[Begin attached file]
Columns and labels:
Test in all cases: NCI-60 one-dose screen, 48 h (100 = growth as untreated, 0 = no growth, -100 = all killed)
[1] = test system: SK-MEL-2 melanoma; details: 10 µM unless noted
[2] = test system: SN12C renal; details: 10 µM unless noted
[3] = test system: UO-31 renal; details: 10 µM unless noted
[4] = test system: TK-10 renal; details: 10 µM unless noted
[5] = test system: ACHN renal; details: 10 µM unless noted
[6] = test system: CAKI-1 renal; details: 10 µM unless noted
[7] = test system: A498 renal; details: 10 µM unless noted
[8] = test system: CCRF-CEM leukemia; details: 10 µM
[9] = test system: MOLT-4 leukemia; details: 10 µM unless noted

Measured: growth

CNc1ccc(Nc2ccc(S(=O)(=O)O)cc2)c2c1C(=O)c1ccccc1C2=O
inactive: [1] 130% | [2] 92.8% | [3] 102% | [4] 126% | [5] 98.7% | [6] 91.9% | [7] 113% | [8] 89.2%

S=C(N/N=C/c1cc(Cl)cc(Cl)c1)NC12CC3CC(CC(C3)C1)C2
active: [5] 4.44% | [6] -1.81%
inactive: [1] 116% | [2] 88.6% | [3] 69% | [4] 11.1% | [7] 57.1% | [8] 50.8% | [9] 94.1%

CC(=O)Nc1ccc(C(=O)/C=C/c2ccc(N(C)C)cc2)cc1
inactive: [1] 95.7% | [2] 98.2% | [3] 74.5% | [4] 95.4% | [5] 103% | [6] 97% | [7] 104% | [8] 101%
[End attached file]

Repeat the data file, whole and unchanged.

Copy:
Columns and labels:
Test in all cases: NCI-60 one-dose screen, 48 h (100 = growth as untreated, 0 = no growth, -100 = all killed)
[1] = test system: SK-MEL-2 melanoma; details: 10 µM unless noted
[2] = test system: SN12C renal; details: 10 µM unless noted
[3] = test system: UO-31 renal; details: 10 µM unless noted
[4] = test system: TK-10 renal; details: 10 µM unless noted
[5] = test system: ACHN renal; details: 10 µM unless noted
[6] = test system: CAKI-1 renal; details: 10 µM unless noted
[7] = test system: A498 renal; details: 10 µM unless noted
[8] = test system: CCRF-CEM leukemia; details: 10 µM
[9] = test system: MOLT-4 leukemia; details: 10 µM unless noted

Measured: growth

CNc1ccc(Nc2ccc(S(=O)(=O)O)cc2)c2c1C(=O)c1ccccc1C2=O
inactive: [1] 130% | [2] 92.8% | [3] 102% | [4] 126% | [5] 98.7% | [6] 91.9% | [7] 113% | [8] 89.2%

S=C(N/N=C/c1cc(Cl)cc(Cl)c1)NC12CC3CC(CC(C3)C1)C2
active: [5] 4.44% | [6] -1.81%
inactive: [1] 116% | [2] 88.6% | [3] 69% | [4] 11.1% | [7] 57.1% | [8] 50.8% | [9] 94.1%

CC(=O)Nc1ccc(C(=O)/C=C/c2ccc(N(C)C)cc2)cc1
inactive: [1] 95.7% | [2] 98.2% | [3] 74.5% | [4] 95.4% | [5] 103% | [6] 97% | [7] 104% | [8] 101%